Bridge of Spies
Bridge of Spies
(Amblin, DreamWorks, 2015)
In 1957, America was coming to grips with the fact that a nuclear war (the Atom Bomb) could destroy the Earth. Spying between Russia (the USSR) and America (the US) was the order of the day as school children were taught what to do in case of a Russian attack.
More than any movie I’ve seen, Bridge of Spies puts you back into that time. Men dominate the workforce, they smoke incessantly at work, and everything is in its place. Plotwise, a secret program of aerial spying on Russia is about to begin, and a Russian spy has been arrested in the United States. This spy is quiet, older man, an artist (and in this movie a really nice guy) who needs a lawyer.
Insurance lawyer James Donovan (Tom Hanks) fits right into the American Dream of the 5’0s. Two kids, a loving wife, a good job. All of that changes when he gets picked to defend the Russian spy, Rudolf Abel. Abel deserves a fair trial, and who would be better to defend him than an insurance lawyer? Do you get the feeling that maybe the plan was for him to be convicted without any problems?
But Donovan has other plans. He thinks Abel should be properly defended and starts to poke holes in the prosecutor’s case. Part of his argument is that the US may just need a spy to trade someday.
Wouldn’t you know it; one of the US pilots taking pictures over Russia, Francis Gary Powers, gets hit by a Russian missile. In a scene reminiscent of Slim Pickens in Dr. Strangelove, the pilot is hanging onto his plane as it goes down. He’s supposed to blow himself up so the Russians can’t capture him, but capture him they do.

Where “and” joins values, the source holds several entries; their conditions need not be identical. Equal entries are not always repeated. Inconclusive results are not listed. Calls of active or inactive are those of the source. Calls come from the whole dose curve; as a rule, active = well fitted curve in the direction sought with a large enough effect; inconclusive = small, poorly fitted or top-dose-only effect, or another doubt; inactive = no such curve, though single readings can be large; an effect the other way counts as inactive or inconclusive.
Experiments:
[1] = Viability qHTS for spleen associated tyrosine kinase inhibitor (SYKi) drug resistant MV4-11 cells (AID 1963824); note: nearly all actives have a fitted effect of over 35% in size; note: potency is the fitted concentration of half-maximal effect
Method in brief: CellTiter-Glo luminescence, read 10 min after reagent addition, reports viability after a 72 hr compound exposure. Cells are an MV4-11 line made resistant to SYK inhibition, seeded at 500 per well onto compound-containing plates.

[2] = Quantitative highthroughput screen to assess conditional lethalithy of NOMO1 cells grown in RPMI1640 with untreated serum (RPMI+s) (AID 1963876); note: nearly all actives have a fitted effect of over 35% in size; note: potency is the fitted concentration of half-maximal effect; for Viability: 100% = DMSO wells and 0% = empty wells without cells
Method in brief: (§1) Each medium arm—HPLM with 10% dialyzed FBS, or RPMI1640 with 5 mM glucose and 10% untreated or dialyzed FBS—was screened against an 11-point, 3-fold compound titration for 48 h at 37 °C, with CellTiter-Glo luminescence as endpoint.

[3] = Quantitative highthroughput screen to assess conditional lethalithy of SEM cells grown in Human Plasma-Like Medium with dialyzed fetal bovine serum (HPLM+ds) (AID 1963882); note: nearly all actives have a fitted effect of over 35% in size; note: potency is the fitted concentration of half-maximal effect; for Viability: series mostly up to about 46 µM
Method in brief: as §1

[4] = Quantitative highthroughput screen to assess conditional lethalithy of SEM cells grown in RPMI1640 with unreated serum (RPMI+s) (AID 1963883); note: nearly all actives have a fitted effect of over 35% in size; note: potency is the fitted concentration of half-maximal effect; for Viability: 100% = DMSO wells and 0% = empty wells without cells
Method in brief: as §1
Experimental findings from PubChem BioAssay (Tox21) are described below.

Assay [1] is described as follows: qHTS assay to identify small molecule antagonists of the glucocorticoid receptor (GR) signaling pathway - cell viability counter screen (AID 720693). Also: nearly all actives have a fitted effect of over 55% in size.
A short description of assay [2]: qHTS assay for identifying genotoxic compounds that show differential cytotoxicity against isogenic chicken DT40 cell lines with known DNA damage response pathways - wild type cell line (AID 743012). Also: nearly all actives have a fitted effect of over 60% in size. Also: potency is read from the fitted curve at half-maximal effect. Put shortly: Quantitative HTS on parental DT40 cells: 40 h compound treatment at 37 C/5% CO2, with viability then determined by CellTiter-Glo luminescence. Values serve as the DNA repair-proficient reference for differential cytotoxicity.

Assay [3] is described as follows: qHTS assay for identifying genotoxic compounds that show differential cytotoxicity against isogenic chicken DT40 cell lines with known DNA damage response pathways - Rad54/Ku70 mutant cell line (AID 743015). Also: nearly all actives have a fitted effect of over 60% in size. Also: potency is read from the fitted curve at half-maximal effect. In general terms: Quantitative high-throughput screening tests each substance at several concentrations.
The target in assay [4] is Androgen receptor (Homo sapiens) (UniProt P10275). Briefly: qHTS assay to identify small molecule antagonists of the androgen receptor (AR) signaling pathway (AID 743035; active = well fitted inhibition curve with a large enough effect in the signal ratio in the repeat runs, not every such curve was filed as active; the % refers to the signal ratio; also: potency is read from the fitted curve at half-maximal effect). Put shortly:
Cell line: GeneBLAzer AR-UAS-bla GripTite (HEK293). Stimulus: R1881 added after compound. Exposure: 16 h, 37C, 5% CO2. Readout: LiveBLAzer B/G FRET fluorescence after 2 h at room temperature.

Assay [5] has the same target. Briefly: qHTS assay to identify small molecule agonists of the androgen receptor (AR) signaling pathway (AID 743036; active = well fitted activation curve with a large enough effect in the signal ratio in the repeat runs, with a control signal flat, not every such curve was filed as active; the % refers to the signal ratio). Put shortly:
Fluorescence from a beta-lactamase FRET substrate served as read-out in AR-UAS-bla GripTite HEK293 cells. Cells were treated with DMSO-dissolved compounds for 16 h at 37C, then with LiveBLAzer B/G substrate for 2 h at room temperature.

So now the Americans have a pilot imprisoned in Russia and a Russian spy to trade for him. Lawyer Donovan is sent to Europe to negotiate the trade.
This part of the story is on Wikipedia. It really happened, between 1957 and 1960. But Bridge of Spies takes the story and weaves it into a tale of human nature, in a way only Stephen Spielberg can do.
You see, every one of the characters here is a real person, and Spielberg treats them as such. Even the people on Donovan’s bus into work, seeing his picture in the paper as the spy lawyer, just radiate their hatred of him. Another event we get to see is the building of the Berlin Wall in Germany, as people are trapped on one side from loved ones on the other. Even the East German politicians get involved, playing games as intermediaries with the Americans and the Russians.
Spielberg is known for his cinematic treatments of period history, including Schindler’s List and Catch Me if You Can, but in my opinion, Bridge of Spies tops even these. The immersion in the story is remarkable, and Tom Hanks is perfect at capturing the confusion and conflict of an American lawyer. As a result, we share his emotions and live the events with him.
Such moviemaking is basic, even elementary to making a good film. But this is so rare today, in an age of car chases and shootouts, that when an actual masterpiece comes along, we truly remember why we go to the movies.
Bridge of Spies is rate PG-13 for a four-letter word. Older kids on up to the grandparents should see this film. Enjoy!